A call for younger voters to get active

In September, the Oregon Secretary of State reported that 2,924,292 people registered to vote in the state. With the elections approaching, people are rushing to get registered. People are getting pushed by many to register. Platforms like Facebook, Instagram, celebrities, and friends are pushing for individuals to not only register, but to vote in the upcoming elections.

Significant attention is being paid to the presidential election. For some who are torn and don’t see a good option in either candidate, they will refrain from voting. According to the U.S. Census Bureau, only 61 percent of the voting-age population is voting. A little under half did not vote. Had those people voted, there could have been a different result in the 2016 elections. The census bureau also reported that voters between the ages of 18 to 29 were showing an increase of voter turnout between 2012 and ’16. This age group’s turnout grew from 45 percent to 46 percent, but it is still less than half. 

While students are taught in government classes about the different political parties and our Republic’s democracy, many young individuals select a party based on their parents’ views and that decision can influence their vote. It is important for first-time voters to learn about the government and the issues of the day as well as the different political parties and what they all stand for, specifically Democrats and Republicans.

While the local election is not getting as much attention, it is just as important as the national election. Rep. Peter DeFazio has been re-elected since 1987. Could this be because DeFazio has done a great job for 33 years or is it because newly registered voters aren’t well-versed in local elections and vote for a familiar name? 

A decrease in voter turnout is not only a general election issue, but a primary election issue as well. According to the Secretary of State’s data, there was a 54 percent voter turnout in the 2016 primary elections, but in ’18 voter turnout was 34 percent for the primary election. This is the lowest recorded voter turnout in Oregon for the primary election.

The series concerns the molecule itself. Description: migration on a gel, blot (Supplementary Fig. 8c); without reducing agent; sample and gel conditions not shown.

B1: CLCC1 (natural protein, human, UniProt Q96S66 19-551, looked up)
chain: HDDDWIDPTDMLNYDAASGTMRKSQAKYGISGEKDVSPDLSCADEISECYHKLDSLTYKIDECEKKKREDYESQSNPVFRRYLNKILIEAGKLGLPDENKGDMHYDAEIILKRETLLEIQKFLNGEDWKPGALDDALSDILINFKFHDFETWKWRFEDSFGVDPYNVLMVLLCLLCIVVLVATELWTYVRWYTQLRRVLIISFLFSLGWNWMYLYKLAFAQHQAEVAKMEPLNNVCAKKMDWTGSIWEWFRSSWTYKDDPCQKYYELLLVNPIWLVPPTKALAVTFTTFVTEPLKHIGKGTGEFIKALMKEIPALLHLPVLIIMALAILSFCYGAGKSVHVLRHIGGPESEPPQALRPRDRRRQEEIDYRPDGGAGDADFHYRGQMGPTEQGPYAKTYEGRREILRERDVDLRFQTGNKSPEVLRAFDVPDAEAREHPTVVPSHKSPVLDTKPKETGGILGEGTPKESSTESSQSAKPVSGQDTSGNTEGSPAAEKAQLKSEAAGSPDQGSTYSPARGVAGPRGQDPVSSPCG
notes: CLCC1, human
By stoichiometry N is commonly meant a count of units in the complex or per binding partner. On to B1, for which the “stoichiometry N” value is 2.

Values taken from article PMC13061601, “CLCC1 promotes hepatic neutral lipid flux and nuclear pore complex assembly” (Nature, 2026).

As a first-time voter, I have enjoyed watching the presidential and vice-presidential debates. They have been informative as to what each candidate stands for and what their priority will be if they are elected. It is important to research the national and local candidates so that you are not just voting based on parties, but for the policies each candidate stands for. When I received my first voter’s ballot on Oct. 19, I sat down and looked over the pamphlet and researched each candidate, presidential level and state representatives, before making a decision.

I encourage younger voters to use their social-media skills to learn more about the presidential candidates and vote in the November election. We can’t use the mentality of thinking that our vote won’t matter; each vote matters. We are the generation of the future and our representatives, senators, and president need to reflect what we want to see done. According to the census bureau, millennial voting rates have been slowly increasing since 2012. This needs to continue to happen so we can live in a country we feel represented in. 

With the elections being watched very closely, more voters have registered to be a part of this important election. Young voters are using social media to influence their friends and family that registering to vote and casting a vote are important. Voter turnout needs to keep increasing in general and primary elections so that our voices are heard. 

Jasmine Aguilar is a Springfield High School graduate attending Bushnell University in Eugene. 



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